Elephant Poaching

Mozambique’s Niassa Reserve turns tide on ‘catastrophic’ ivory poaching

By Ed Stoddard 19 June 2019

Archive Photo: Elephants in rural areas of Mozambique have been fitted with tracking collars in a research project teagle-elephants-subbed.jpg

There is good news on the mega-fauna poaching front in Mozambique. The iconic Niassa Reserve, which at one point was losing thousands of elephants a year to ivory poaching, has not had a recorded pachyderm kill since May of 2018, according to the US-based Wildlife Conservation Society. There is no room for complacency as elephants elsewhere remain under pressure. But the example shows that the tide can be turned.

Mozambique’s Niassa Reserve a few years ago was one of the epicentres in the illegal slaying of elephants for their tusks to meet red-hot demand for ivory in rapidly growing Asian economies. Located near the border with Tanzania, the park was also in relatively close proximity to illicit logging activities and Chinese infrastructure projects – often a lethal combination for African wildlife. Poaching saw the population fall from around 12,000 in 2011 to under 4,000 by 2016.

Since May 17 of 2018, according to WCS, not a single elephant poaching has been recorded in the reserve.

Conservationists attribute the elimination of poaching in the park due to a collaborative effort with the Government of Mozambique and concession operators in the park, combined with deployment of a special police rapid intervention unit; an increased aviation program providing surveillance and the deployment of a helicopter and Cessna aircraft; and tough new sentencing of poachers,” WCS said in a statement.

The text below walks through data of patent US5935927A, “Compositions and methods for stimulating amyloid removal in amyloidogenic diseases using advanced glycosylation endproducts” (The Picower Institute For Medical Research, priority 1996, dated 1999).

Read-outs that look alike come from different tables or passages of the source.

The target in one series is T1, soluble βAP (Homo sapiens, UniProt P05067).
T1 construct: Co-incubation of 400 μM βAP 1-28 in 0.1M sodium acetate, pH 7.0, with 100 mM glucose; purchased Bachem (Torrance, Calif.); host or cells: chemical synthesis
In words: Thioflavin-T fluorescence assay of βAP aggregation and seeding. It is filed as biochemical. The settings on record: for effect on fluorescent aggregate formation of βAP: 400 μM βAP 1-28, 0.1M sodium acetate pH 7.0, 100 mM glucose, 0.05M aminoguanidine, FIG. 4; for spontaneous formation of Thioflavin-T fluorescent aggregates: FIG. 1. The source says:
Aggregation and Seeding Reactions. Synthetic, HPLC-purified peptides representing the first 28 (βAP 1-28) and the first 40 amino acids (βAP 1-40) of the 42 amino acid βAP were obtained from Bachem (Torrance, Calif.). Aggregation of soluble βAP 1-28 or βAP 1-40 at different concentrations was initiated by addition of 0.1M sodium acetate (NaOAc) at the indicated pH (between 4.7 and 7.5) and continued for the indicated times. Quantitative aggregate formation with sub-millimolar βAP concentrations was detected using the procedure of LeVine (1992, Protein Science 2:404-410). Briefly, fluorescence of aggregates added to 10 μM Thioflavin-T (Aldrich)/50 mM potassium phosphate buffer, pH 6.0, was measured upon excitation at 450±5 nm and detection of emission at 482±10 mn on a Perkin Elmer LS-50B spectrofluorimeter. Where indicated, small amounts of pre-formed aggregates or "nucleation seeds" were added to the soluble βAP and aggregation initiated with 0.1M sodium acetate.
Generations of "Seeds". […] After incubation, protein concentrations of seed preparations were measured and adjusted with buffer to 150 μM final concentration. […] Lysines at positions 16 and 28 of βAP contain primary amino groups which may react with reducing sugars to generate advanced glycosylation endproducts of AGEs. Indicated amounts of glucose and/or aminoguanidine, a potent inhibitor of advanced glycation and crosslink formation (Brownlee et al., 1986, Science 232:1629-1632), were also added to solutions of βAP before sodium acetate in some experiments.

There is probably no single factor here behind this success. Taking the fight to the air has obviously paid off, but the sky is not the limit on this front. The Kruger National Park also carries out lots of aerial surveillance, but rhino poaching remains rampant there even if levels are falling, and elephants are also getting whacked there. Tougher sentencing certainly sends a message, but one that can fall on deaf ears if poverty is the poacher’s motivation. Illegal mining and fishing camps have also been removed from the park. Such activities are often linked to poaching, but their removal could provoke a backlash from poor rural dwellers who feel they have been unfairly excluded from the region’s natural spoils.

Elsewhere in Africa, elephants remain in the poaching cross-hairs. In October of 2017, the UN-linked Monitoring the Illegal Killing of Elephants (MIKE) programme noted “an incremental decline in elephant poaching for the fifth year in a row, but overall poaching still remains at levels which suggest continuing population decline. The worst affected areas are in Central and West Africa”.

It also noted: “The situation in East Africa is a bright spot. At three sites in Tanzania and one in Kenya fewer than half the number of elephant carcasses were recorded in 2016 compared to 2015.”

So Niassa’s success may be part of a positive trend in East Africa, with the ivory poaching focus now on poor and unstable states in Central and West Africa.

Still, Niassa, which is bigger than Switzerland, is clearly a conservation success story in the making. By all accounts, the reserve is a spectacular place that throbs with tropical biodiversity. It is also home to lions, leopards, and many African herbivores and bird and plant species. It is certainly worthy of protection. DM

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